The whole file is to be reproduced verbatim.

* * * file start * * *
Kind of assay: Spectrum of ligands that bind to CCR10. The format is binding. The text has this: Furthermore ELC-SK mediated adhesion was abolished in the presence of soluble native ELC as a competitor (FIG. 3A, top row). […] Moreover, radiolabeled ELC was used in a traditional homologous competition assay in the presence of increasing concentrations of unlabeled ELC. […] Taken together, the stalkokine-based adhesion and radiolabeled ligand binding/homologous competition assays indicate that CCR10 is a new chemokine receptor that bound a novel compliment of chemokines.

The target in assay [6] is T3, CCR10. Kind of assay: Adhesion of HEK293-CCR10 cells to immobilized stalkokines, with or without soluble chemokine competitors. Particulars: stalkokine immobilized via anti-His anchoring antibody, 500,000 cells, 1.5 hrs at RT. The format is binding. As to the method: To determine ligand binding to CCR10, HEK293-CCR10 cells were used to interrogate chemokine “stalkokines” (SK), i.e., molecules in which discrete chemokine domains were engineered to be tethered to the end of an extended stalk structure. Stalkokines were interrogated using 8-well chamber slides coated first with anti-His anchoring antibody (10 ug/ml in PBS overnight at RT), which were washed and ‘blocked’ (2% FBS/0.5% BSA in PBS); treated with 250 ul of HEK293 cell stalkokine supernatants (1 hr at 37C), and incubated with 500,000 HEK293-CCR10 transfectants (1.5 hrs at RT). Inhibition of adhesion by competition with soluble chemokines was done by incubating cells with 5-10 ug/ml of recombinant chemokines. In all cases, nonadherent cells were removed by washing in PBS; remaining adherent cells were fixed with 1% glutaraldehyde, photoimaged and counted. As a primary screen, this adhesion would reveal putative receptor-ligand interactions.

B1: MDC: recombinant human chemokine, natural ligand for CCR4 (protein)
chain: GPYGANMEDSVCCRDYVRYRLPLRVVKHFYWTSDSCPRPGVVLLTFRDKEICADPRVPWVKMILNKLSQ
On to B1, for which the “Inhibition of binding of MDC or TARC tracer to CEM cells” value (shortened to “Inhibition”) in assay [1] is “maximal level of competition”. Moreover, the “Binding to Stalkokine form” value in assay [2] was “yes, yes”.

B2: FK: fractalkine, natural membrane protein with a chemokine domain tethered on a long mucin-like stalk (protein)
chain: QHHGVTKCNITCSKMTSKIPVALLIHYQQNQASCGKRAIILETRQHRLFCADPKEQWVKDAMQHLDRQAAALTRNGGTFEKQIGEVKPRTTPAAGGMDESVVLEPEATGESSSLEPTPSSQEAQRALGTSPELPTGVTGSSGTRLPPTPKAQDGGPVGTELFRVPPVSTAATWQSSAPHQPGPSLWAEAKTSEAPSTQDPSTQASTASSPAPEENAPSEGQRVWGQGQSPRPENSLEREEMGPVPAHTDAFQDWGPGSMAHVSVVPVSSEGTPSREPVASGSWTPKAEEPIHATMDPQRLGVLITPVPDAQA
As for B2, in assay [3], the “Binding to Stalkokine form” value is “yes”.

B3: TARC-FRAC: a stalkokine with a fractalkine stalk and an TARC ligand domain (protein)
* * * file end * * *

Kind of assay: Spectrum of ligands that bind to CCR10. The format is binding. The text has this: Furthermore ELC-SK mediated adhesion was abolished in the presence of soluble native ELC as a competitor (FIG. 3A, top row). […] Moreover, radiolabeled ELC was used in a traditional homologous competition assay in the presence of increasing concentrations of unlabeled ELC. […] Taken together, the stalkokine-based adhesion and radiolabeled ligand binding/homologous competition assays indicate that CCR10 is a new chemokine receptor that bound a novel compliment of chemokines.

The target in assay [6] is T3, CCR10. Kind of assay: Adhesion of HEK293-CCR10 cells to immobilized stalkokines, with or without soluble chemokine competitors. Particulars: stalkokine immobilized via anti-His anchoring antibody, 500,000 cells, 1.5 hrs at RT. The format is binding. As to the method: To determine ligand binding to CCR10, HEK293-CCR10 cells were used to interrogate chemokine “stalkokines” (SK), i.e., molecules in which discrete chemokine domains were engineered to be tethered to the end of an extended stalk structure. Stalkokines were interrogated using 8-well chamber slides coated first with anti-His anchoring antibody (10 ug/ml in PBS overnight at RT), which were washed and ‘blocked’ (2% FBS/0.5% BSA in PBS); treated with 250 ul of HEK293 cell stalkokine supernatants (1 hr at 37C), and incubated with 500,000 HEK293-CCR10 transfectants (1.5 hrs at RT). Inhibition of adhesion by competition with soluble chemokines was done by incubating cells with 5-10 ug/ml of recombinant chemokines. In all cases, nonadherent cells were removed by washing in PBS; remaining adherent cells were fixed with 1% glutaraldehyde, photoimaged and counted. As a primary screen, this adhesion would reveal putative receptor-ligand interactions.

B1: MDC: recombinant human chemokine, natural ligand for CCR4 (protein)
chain: GPYGANMEDSVCCRDYVRYRLPLRVVKHFYWTSDSCPRPGVVLLTFRDKEICADPRVPWVKMILNKLSQ
On to B1, for which the “Inhibition of binding of MDC or TARC tracer to CEM cells” value (shortened to “Inhibition”) in assay [1] is “maximal level of competition”. Moreover, the “Binding to Stalkokine form” value in assay [2] was “yes, yes”.

B2: FK: fractalkine, natural membrane protein with a chemokine domain tethered on a long mucin-like stalk (protein)
chain: QHHGVTKCNITCSKMTSKIPVALLIHYQQNQASCGKRAIILETRQHRLFCADPKEQWVKDAMQHLDRQAAALTRNGGTFEKQIGEVKPRTTPAAGGMDESVVLEPEATGESSSLEPTPSSQEAQRALGTSPELPTGVTGSSGTRLPPTPKAQDGGPVGTELFRVPPVSTAATWQSSAPHQPGPSLWAEAKTSEAPSTQDPSTQASTASSPAPEENAPSEGQRVWGQGQSPRPENSLEREEMGPVPAHTDAFQDWGPGSMAHVSVVPVSSEGTPSREPVASGSWTPKAEEPIHATMDPQRLGVLITPVPDAQA
As for B2, in assay [3], the “Binding to Stalkokine form” value is “yes”.

B3: TARC-FRAC: a stalkokine with a fractalkine stalk and an TARC ligand domain (protein)